A June 5, 2019, photo shows a "media interview area" for reporters set up near the Idkah mosque on the morning of Eid al-Fitr, when Muslims around the world celebrate the end of Ramadan, in Kashgar, in China's northwestern Xinjiang region. China was the world’s leading jailer of journalists in 2019, with at least 48 in prison. (AFP/Greg Baker)

China, Turkey, Saudi Arabia, Egypt are world’s worst jailers of journalists

For the fourth consecutive year, at least 250 journalists are imprisoned globally as authoritarians like Xi Jinping, Recep Tayyip Erdoğan, Mohammed bin Salman, and Abdel Fattah el-Sisi show no signs of letting up on the critical media. A CPJ special report by Elana Beiser

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Reuters journalist Kyaw Soe Oo is led handcuffed from a court in Yangon in September. He and colleague Wa Lone are serving seven-year prison sentences in Myanmar. (Reuters/Ann Wang)

Hundreds of journalists jailed globally becomes the new normal

For the third year in a row, 251 or more journalists are jailed around the world, suggesting the authoritarian approach to critical news coverage is more than a temporary spike. China, Egypt, and Saudi Arabia imprisoned more journalists than last year, and Turkey remained the world’s worst jailer. A CPJ special report by Elana Beiser

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Journalists and protesters hold placards outside an Istanbul court on October 31, 2017, calling for the release of jailed colleagues, including Turkish reporter Ahmet Şık. Turkey is the worst jailer of journalists in 2017. (AP/Lefteris Pitarakis)

Record number of journalists jailed as Turkey, China, Egypt pay scant price for repression

For the second year in a row, the number of journalists imprisoned for their work hit a historical high, as the U.S. and other Western powers failed to pressure the world’s worst jailers–Turkey, China, and Egypt–into improving the bleak climate for press freedom. A CPJ special report by Elana Beiser

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Journalist killings ease from record highs as murders down, combat deaths up

Deadly violence against the media eased in 2016 from recent record levels as the number of journalists singled out for murder declined. A CPJ special report by Elana Beiser and Elisabeth Witchel

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Turkey’s crackdown propels number of journalists in jail worldwide to record high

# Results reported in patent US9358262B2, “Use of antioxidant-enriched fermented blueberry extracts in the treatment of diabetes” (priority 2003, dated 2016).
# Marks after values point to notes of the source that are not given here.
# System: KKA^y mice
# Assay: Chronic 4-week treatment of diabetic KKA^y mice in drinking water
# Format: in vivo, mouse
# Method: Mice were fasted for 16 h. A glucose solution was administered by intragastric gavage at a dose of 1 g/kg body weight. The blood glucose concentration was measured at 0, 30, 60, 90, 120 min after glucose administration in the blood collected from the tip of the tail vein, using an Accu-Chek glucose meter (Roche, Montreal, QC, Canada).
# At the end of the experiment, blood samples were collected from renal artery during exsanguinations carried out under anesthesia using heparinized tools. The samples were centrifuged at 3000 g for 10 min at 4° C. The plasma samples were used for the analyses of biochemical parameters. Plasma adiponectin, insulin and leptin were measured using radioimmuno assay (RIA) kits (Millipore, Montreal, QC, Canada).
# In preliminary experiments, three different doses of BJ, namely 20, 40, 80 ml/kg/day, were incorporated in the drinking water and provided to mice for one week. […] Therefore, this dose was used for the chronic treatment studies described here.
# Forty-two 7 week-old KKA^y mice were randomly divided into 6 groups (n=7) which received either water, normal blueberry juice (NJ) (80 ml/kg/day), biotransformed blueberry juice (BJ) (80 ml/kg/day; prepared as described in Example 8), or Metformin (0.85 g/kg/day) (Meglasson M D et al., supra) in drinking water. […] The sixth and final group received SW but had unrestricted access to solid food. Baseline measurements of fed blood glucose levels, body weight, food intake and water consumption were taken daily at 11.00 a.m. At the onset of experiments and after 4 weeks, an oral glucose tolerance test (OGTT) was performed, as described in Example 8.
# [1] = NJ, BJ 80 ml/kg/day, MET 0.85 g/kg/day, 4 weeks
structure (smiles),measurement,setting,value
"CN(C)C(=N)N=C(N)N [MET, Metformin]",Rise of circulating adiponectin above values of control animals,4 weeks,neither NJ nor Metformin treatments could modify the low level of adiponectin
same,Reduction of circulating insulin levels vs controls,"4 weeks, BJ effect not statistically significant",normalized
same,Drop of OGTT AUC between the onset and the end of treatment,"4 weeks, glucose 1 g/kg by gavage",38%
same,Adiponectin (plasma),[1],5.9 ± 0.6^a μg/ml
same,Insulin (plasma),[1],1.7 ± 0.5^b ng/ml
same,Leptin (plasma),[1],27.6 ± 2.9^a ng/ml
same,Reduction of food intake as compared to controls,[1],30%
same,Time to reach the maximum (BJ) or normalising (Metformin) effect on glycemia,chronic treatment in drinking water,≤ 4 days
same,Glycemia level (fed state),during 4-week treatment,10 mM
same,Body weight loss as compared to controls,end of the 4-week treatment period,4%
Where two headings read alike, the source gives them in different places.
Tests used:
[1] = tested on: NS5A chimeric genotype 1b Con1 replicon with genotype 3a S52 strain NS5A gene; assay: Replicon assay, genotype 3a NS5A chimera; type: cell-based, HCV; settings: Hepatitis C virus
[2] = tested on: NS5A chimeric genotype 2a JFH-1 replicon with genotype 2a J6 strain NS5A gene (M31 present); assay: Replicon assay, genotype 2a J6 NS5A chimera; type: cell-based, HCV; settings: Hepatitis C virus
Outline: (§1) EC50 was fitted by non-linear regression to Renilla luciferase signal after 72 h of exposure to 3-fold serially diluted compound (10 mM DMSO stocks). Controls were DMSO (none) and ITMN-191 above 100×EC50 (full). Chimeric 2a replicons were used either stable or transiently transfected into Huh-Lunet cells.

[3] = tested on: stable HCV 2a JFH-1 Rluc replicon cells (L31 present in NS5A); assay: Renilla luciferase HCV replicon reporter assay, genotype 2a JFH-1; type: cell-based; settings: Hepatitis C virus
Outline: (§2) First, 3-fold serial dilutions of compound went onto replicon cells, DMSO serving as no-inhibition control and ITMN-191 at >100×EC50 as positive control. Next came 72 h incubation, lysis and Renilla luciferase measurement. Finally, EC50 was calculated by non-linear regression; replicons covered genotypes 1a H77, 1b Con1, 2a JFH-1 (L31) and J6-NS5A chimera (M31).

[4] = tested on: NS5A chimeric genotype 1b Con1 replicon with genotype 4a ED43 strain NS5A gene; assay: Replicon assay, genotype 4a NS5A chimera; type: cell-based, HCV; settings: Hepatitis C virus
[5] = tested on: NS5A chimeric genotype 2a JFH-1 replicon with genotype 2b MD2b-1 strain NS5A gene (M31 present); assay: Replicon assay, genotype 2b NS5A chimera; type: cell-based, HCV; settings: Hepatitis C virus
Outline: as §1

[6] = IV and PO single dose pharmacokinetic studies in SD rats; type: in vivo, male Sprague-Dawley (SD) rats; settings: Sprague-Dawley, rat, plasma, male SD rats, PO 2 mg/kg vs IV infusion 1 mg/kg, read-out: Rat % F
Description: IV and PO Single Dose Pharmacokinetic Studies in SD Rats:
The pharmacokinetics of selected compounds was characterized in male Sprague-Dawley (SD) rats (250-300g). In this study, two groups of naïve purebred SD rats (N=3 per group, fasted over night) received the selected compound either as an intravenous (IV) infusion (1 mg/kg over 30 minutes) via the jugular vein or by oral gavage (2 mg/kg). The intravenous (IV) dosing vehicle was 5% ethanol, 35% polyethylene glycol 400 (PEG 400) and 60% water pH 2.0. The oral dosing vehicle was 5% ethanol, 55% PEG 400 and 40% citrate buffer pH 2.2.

At least 81 journalists are imprisoned in Turkey, all of them facing anti-state charges, in the wake of an unprecedented crackdown that has included the shuttering of more than 100 news outlets. The 259 journalists in jail worldwide is the highest number recorded since 1990. A CPJ special report by Elana Beiser

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Syria, France most deadly countries for the press

Of 69 journalists killed for their work in 2015, 40 percent died at the hands of Islamic militant groups such as Al-Qaeda and Islamic State. More than two-thirds of the total killed were singled out for murder. A CPJ special report by Elana Beiser

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China, Egypt imprison record numbers of journalists

Egypt is second only to China as the world’s worst jailer of journalists in 2015. Worldwide, the number of journalists behind bars for their work declined moderately during the year, but a handful of countries continue to use systematic imprisonment to silence criticism. A CPJ special report by Elana Beiser

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Slideshow: Journalists freed

While just under 200 journalists are behind bars, CPJ witnessed several memorable releases in 2015, including in Vietnam, Ethiopia, and even secretive Eritrea. Some of the journalists had spent years behind bars; they endured isolation and several say they were tortured. This year, CPJ’s advocacy contributed to the release of at least 31 journalists. Some…

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Balancing Act

Summary The European Union describes itself as a model for press freedom and an exemplary global power. Although many of its 28 member states feature at the top of international press freedom rankings, there are significant challenges that undermine press freedom and new threats are emerging.

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Balancing Act

Press freedom in member states Press freedom is protected as a fundamental value by EU legislation, but journalists in the region face the threat of legal action from many member states that still have speech-chilling laws, and the threat of violence or intimidation from criminal and extremist organizations, as well as police and politicians.

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